Jesse Helms's Politics of Pious Incitement: Race, Conservatism, and Southern Realignment in the 1950s

By Thrift, Bryan Hardin | The Journal of Southern History, November 2008 | Go to article overview

Jesse Helms's Politics of Pious Incitement: Race, Conservatism, and Southern Realignment in the 1950s


Thrift, Bryan Hardin, The Journal of Southern History


IN THE SOUTH, A REGION WHERE CULTURAL AND RACIAL CONSERVATISM coexisted with loyalty to the Democratic Party and wide support for liberal economic policies, Jesse Helms became a pivotal figure in constructing the new conservatism of the 1950s and 1960s. Before his thirty-second birthday, Helms, a native of North Carolina, was an award-winning newspaper reporter, city editor of the Raleigh Times, news director for Raleigh radio station WRAL, administrative assistant to Senator Willis Smith, and campaign worker for conservative candidates, including media adviser to Senator Richard B. Russell Jr.'s run for the 1952 Democratic presidential nomination. In 1953 Helms left Washington, D.C., to serve as executive director of the North Carolina Bankers Association (NCBA) and edit its magazine, the Tarheel Banker. Helms differed from typical southern conservatives of the fifties. Out of his Washington experience a young Helms developed a national vision for conservative power. He not only recognized that southern Democrats had more in common with western and midwestern Republicans--like Richard M. Nixon or Joseph R. McCarthy--than with liberal Democrats, but he also wanted to build a national conservative party.

Although Helms's critics have often painted him as a fringe figure, such depictions represent wishful thinking rather than a serious appraisal of his influence. True, Helms--a polished, well-connected extremist in a banker's suit--expressed views labeled fringe during the postwar decades. He believed the liberal consensus was shallow, mainly an elite phenomenon. Many average voters shared his views. The problem was to determine how, with a moderate to liberal media, conservatives could reach these voters. He found solutions. By the 1970s, no one could doubt Helms's centrality to the conservative movement. He signed a fund-raising letter for the Moral Majority, and the money streamed in. His North Carolina Congressional Club (later renamed the National Congressional Club) supplied Ronald Reagan with money and ideas during his 1976 and 1980 campaigns. In My Life, Bill Clinton charged that Helms was behind Kenneth Starr's appointment as a special prosecutor to investigate Clinton's activities. (1) Helms's influence in recent decades had deep roots. During the riffles, Helms began the work that made the fringe mainstream. He altered southern conservatism to make it acceptable outside the South, pushed for a national conservative party, and developed ways of communicating with common people--not only rural voters but also new suburbanites. Most of all, Helms nurtured the issues like opposition to desegregation that pushed southern whites toward the GOP.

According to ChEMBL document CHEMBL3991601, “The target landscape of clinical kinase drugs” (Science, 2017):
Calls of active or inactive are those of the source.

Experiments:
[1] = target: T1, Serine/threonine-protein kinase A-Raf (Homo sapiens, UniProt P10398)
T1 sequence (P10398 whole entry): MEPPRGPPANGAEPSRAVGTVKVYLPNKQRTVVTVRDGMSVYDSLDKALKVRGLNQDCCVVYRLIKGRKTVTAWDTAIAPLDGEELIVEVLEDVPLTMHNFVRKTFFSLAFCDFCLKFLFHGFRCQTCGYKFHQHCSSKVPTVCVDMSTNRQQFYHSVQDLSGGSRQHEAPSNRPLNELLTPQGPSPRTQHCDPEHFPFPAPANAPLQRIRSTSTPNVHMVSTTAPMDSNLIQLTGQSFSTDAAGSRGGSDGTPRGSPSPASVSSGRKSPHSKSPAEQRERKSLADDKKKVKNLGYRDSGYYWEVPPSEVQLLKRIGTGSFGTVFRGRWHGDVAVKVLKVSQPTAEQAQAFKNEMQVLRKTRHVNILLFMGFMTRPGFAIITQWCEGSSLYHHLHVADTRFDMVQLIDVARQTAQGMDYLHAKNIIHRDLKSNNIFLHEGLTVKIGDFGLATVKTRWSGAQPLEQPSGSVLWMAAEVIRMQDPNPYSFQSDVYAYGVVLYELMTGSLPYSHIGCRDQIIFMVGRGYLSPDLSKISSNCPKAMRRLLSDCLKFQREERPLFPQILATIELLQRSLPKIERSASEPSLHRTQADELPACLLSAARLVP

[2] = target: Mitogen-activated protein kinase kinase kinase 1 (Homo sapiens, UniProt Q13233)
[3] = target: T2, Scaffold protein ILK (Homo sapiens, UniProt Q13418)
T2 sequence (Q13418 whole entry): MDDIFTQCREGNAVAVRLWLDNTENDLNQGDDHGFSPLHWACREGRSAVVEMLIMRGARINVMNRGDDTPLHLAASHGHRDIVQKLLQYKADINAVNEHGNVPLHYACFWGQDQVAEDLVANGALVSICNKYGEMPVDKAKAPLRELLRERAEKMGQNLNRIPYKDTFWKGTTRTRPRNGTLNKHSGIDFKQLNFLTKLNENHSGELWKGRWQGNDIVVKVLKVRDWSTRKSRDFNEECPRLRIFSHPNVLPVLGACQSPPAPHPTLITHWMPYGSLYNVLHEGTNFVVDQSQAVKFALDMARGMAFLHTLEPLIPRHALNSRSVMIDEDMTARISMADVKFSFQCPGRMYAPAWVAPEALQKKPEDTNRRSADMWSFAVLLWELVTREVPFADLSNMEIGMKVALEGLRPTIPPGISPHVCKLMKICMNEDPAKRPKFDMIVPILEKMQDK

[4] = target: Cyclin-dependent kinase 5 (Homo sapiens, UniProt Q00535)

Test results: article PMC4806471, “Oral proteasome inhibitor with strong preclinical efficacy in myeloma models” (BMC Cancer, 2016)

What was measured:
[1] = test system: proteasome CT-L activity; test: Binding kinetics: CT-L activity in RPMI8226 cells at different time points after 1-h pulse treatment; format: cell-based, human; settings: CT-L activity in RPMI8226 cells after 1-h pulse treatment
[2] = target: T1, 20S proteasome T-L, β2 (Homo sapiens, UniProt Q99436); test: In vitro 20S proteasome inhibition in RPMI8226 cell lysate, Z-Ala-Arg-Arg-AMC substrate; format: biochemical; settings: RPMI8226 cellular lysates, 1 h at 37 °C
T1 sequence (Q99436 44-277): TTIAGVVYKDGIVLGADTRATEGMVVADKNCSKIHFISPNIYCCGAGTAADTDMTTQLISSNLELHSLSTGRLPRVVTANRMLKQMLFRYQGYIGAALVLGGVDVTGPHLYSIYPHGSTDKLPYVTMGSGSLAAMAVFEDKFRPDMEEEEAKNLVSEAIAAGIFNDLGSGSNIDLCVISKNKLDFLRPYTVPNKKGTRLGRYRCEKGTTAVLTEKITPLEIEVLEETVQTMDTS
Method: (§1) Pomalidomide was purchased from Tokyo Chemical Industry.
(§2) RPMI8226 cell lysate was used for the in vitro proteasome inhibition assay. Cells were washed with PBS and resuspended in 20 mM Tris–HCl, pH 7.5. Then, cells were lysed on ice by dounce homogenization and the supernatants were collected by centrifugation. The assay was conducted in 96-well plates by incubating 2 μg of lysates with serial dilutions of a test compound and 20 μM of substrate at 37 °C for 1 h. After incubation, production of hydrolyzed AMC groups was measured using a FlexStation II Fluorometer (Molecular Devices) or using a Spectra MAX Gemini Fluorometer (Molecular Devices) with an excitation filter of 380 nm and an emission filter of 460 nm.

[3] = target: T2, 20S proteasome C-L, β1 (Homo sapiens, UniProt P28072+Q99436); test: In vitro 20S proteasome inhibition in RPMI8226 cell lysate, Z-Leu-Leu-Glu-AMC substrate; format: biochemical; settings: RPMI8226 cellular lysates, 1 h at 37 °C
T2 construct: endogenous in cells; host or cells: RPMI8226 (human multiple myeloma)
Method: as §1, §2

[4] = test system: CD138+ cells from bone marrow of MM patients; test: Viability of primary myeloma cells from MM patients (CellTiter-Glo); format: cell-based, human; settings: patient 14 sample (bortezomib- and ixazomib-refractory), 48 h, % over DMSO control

Since President Ronald Reagan's victories in the 1980s, historians have investigated the rise of the New Right. Dan T. Carter and Thomas Byrne Edsall and Mary D. Edsall posit a top-down model with presidential candidates Richard Nixon and Alabama governor George C. Wallace leading the way. In Carter's view, Wallace's national campaigns exported Deep South politics to the rest of the country; Nixon's southern strategy simply stole the Alabama governor's fire. Carter depicts Wallace as a rock-star politician whose tour forged a new conservative majority. (2) In this standard narrative, the Wallace and Nixon campaigns molded a cross-class white constituency for conservatism that depended on racial anxiety, hostility to the cultural elite, anticommunism, and rejection of big government. This meant not only a new conservatism but also a southernization of American public life. More recently, Matthew D. Lassiter's The Silent Majority: Suburban Politics in the Sunbelt South and Kevin M. Kruse's White Flight: Atlanta and the Making of Modern Conservatism have challenged this top-down, out-of-the-Deep-South version of southernization. Lassiter and Kruse also complicate southern class relationships, demonstrating that rather than unifying whites, integration debates exacerbated class conflict. …

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